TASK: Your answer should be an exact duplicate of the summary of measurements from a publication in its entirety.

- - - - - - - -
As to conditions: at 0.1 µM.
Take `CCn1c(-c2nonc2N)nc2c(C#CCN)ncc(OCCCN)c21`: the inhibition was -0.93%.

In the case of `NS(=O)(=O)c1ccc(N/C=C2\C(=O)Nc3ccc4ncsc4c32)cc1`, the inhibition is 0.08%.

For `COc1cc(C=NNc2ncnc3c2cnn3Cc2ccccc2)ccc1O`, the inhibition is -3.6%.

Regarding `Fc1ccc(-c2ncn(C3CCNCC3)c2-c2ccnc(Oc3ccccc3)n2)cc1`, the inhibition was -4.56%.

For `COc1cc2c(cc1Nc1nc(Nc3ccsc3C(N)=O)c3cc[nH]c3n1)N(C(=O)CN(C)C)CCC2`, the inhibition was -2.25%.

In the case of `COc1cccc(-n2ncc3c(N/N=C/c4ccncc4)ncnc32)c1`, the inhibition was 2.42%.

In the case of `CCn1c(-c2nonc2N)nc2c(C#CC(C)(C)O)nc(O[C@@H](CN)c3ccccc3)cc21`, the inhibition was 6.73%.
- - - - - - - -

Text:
As to conditions: at 0.1 µM.
Take `CCn1c(-c2nonc2N)nc2c(C#CCN)ncc(OCCCN)c21`: the inhibition was -0.93%.

In the case of `NS(=O)(=O)c1ccc(N/C=C2\C(=O)Nc3ccc4ncsc4c32)cc1`, the inhibition is 0.08%.

For `COc1cc(C=NNc2ncnc3c2cnn3Cc2ccccc2)ccc1O`, the inhibition is -3.6%.

Regarding `Fc1ccc(-c2ncn(C3CCNCC3)c2-c2ccnc(Oc3ccccc3)n2)cc1`, the inhibition was -4.56%.

For `COc1cc2c(cc1Nc1nc(Nc3ccsc3C(N)=O)c3cc[nH]c3n1)N(C(=O)CN(C)C)CCC2`, the inhibition was -2.25%.

In the case of `COc1cccc(-n2ncc3c(N/N=C/c4ccncc4)ncnc32)c1`, the inhibition was 2.42%.

In the case of `CCn1c(-c2nonc2N)nc2c(C#CC(C)(C)O)nc(O[C@@H](CN)c3ccccc3)cc21`, the inhibition was 6.73%.